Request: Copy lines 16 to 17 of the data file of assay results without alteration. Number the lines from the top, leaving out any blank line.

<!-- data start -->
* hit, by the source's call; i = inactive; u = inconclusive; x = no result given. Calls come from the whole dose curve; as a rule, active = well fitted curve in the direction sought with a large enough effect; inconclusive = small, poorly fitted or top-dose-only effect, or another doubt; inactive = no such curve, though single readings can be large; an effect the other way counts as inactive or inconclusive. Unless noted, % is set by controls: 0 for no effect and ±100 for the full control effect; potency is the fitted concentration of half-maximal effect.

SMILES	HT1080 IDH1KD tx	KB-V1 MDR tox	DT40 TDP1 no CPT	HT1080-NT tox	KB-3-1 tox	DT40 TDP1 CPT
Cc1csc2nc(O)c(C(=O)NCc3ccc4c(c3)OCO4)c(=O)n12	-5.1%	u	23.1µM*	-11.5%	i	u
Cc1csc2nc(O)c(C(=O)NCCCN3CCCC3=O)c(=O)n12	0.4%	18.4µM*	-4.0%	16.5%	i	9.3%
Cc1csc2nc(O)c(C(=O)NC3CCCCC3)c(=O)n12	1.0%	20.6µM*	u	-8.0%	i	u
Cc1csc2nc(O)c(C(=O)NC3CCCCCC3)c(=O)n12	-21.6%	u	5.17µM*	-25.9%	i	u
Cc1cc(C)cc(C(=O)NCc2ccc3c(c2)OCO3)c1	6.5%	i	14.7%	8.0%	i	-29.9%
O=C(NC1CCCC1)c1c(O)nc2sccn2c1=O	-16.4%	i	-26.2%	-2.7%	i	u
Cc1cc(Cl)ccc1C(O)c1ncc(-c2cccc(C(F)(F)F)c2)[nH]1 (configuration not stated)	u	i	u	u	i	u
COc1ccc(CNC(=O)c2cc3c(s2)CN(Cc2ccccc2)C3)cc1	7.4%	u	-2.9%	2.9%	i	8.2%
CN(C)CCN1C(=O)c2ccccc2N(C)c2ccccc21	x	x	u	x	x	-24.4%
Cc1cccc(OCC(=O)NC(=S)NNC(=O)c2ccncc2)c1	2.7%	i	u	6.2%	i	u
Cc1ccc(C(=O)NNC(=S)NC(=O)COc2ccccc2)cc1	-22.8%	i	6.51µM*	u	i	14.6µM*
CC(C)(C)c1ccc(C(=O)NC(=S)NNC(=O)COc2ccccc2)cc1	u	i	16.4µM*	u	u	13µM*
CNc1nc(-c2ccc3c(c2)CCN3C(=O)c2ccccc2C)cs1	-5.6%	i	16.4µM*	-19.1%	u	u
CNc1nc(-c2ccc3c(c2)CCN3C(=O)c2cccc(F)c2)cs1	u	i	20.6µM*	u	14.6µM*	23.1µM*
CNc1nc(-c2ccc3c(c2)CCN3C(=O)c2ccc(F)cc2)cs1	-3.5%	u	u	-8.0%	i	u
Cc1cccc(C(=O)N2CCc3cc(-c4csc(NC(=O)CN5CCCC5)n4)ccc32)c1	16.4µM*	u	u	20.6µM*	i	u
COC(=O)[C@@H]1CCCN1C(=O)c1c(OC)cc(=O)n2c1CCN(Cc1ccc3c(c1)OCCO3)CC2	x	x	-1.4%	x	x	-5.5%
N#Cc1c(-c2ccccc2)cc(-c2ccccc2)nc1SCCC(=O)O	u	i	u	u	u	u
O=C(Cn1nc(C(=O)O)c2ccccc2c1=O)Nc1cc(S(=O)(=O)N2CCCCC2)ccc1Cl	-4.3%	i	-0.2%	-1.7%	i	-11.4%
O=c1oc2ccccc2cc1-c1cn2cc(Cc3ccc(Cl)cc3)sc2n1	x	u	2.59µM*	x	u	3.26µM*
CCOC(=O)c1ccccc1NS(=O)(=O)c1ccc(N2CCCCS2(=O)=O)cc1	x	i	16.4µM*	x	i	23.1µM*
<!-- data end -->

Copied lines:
CNc1nc(-c2ccc3c(c2)CCN3C(=O)c2cccc(F)c2)cs1	u	i	20.6µM*	u	14.6µM*	23.1µM*
CNc1nc(-c2ccc3c(c2)CCN3C(=O)c2ccc(F)cc2)cs1	-3.5%	u	u	-8.0%	i	u